TAX REVENUE TO the federal Treasury has surged this year, and as a result the projected budget deficit is down significantly. The Congressional Budget Office's latest estimate, released this week, is for a fiscal 2005 deficit of $331 billion, compared with the March estimate of more than $390 billion. This development -- which would result in a deficit $81 billion less than the 2004 total -- is unambiguously good news. The question is whether it can be counted on to last: Will tax receipts continue their rise, even if on a slightly less spectacular slope? The Bush administration believes they will. Last month it released projections anticipating extra tax revenue averaging $80 billion annually for the next five years. But as the CBO detailed in Monday's report, there is scant basis for relying on that rosy scenario -- and every reason to believe the long-term deficit picture is as bleak and daunting as ever.

As the CBO notes in its opening words, "The budget outlook for 2005 has improved noticeably" in the past five months, "but the longer-term outlook has changed little." Projected deficits over the next decade, it says, "are essentially unchanged." That, according to the CBO, is because "the recent unanticipated strength in tax collections" can't be counted on to last. Though the precise reasons for the unanticipated surge in tax receipts won't be known for some time, the CBO said it expected only about one-fourth of the increase to be permanent.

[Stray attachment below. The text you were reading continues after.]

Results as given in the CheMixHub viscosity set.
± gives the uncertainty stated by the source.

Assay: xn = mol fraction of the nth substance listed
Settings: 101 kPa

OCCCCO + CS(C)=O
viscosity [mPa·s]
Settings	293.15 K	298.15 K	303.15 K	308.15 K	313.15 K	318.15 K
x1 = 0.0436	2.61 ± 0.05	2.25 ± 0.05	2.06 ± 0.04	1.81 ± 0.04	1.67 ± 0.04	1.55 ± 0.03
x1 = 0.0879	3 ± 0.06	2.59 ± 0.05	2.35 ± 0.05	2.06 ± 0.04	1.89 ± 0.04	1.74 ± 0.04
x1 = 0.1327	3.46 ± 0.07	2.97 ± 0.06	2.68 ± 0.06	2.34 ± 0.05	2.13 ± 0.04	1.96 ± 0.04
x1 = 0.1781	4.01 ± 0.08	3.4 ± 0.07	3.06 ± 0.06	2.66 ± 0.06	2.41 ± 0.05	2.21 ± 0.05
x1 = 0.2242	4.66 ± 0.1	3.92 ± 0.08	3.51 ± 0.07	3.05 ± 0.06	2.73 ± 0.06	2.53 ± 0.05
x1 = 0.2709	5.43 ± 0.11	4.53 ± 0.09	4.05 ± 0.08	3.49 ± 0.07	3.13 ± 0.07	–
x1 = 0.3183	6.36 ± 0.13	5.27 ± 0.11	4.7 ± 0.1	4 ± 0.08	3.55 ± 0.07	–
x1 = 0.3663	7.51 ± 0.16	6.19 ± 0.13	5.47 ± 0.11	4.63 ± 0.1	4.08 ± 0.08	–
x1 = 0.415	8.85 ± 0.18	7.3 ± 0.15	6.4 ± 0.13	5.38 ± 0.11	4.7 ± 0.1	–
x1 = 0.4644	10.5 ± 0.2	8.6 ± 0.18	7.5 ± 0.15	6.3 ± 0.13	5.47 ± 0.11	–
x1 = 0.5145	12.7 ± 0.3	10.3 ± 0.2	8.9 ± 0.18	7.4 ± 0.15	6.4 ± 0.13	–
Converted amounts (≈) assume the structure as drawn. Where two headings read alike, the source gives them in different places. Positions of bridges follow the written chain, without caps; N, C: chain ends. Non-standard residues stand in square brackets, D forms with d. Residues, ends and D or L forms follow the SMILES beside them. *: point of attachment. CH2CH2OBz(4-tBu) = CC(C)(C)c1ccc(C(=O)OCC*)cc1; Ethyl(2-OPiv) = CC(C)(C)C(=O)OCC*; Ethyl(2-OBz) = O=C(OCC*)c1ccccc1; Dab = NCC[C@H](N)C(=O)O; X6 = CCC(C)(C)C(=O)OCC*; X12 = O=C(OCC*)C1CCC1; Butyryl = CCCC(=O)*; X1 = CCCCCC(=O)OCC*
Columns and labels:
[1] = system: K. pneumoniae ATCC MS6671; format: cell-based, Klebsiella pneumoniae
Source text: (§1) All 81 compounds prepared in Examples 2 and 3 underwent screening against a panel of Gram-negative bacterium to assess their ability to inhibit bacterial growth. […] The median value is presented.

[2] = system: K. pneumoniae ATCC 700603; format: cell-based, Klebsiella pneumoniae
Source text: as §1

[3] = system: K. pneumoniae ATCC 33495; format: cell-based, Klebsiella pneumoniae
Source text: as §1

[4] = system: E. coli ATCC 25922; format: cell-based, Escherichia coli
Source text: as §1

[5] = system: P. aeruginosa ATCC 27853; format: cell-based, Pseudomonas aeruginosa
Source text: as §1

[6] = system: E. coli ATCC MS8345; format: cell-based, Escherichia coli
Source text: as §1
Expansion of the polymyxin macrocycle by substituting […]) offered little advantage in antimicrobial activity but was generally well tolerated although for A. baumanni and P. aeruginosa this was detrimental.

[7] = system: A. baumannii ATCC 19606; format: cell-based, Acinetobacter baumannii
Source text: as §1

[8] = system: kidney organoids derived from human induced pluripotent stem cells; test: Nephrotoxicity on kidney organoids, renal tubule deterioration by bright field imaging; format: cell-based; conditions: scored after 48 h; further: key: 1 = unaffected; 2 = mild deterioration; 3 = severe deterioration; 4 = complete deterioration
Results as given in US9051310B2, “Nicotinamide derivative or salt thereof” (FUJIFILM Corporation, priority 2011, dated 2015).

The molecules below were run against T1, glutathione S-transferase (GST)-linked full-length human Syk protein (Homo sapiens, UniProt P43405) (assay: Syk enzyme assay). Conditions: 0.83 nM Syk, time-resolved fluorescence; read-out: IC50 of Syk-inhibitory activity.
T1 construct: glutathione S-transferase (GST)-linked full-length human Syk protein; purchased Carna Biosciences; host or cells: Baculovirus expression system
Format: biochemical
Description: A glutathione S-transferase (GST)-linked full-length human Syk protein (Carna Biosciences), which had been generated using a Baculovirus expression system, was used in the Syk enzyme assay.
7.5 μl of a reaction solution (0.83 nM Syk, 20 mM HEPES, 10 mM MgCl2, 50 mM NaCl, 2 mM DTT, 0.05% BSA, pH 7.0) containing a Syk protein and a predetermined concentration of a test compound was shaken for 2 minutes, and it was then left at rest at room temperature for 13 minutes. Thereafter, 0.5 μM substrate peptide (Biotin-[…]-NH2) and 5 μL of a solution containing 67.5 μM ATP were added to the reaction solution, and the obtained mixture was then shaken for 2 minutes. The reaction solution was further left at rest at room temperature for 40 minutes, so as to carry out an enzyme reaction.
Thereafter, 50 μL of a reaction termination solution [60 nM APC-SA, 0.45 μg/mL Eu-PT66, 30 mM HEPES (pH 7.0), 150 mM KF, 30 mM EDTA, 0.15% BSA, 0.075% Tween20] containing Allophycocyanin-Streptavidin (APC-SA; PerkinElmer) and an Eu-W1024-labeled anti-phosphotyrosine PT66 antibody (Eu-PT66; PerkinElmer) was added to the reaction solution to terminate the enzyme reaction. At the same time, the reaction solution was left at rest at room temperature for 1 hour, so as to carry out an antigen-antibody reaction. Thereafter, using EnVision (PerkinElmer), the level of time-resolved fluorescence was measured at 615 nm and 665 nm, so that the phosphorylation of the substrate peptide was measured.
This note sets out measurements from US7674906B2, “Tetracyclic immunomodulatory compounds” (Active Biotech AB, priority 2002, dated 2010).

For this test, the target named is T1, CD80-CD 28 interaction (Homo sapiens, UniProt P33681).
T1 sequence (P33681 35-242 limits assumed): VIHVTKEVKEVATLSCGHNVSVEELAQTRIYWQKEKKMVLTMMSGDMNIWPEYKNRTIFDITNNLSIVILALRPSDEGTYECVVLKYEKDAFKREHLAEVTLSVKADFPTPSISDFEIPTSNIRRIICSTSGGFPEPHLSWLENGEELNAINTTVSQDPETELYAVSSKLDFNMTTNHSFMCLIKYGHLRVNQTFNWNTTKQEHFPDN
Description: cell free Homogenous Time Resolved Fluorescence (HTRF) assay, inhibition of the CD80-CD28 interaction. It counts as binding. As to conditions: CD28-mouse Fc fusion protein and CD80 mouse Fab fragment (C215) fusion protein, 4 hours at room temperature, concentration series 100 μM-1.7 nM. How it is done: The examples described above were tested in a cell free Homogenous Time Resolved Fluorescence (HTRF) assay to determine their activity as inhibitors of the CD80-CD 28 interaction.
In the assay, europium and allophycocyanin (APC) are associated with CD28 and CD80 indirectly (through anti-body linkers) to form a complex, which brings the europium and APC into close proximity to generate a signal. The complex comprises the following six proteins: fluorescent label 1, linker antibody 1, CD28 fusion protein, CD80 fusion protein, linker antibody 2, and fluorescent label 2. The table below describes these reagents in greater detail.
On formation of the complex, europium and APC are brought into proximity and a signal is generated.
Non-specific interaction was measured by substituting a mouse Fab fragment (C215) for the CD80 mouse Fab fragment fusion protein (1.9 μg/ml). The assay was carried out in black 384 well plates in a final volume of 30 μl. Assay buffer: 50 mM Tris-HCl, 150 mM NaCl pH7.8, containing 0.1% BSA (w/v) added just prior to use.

In large part because it doesn't count on the revenue boom lasting, the CBO's longer-term analysis is more grim than the administration's. Over the next five years, it estimates, the government will take in about $300 billion less in tax revenue than the administration expects. Where the administration forecasts deficits falling as a share of the economy to 1.1 percent by 2008, the CBO puts that figure at 2.3 percent. More worrisome, between 2006 and 2015, assuming that the administration's tax cuts are made permanent, that changes are made to deal with the alternative minimum tax, and that the costs of the war in Iraq and Afghanistan begin to slow, deficits will total an additional $4 trillion, according to an extrapolation of the CBO numbers by the liberal Center on Budget and Policy Priorities. Under this scenario, deficits will hover around $400 billion for much of that time and break the $500 billion barrier by 2015.

None of this is surprising -- at least it shouldn't be. And it could be overly optimistic: The Concord Coalition budget watchdog group put the "plausible baseline" deficit over the next 10 years at $5.7 trillion, mostly because it assumes discretionary spending will grow at a faster rate than inflation -- not, given recent congressional performance, an outlandish scenario. The point, though, isn't the precise number of trillions being added to the debt; it's that deficits aren't going to somehow magically evaporate. This week's good news doesn't mean tomorrow's problems aren't real, large and fiscally menacing.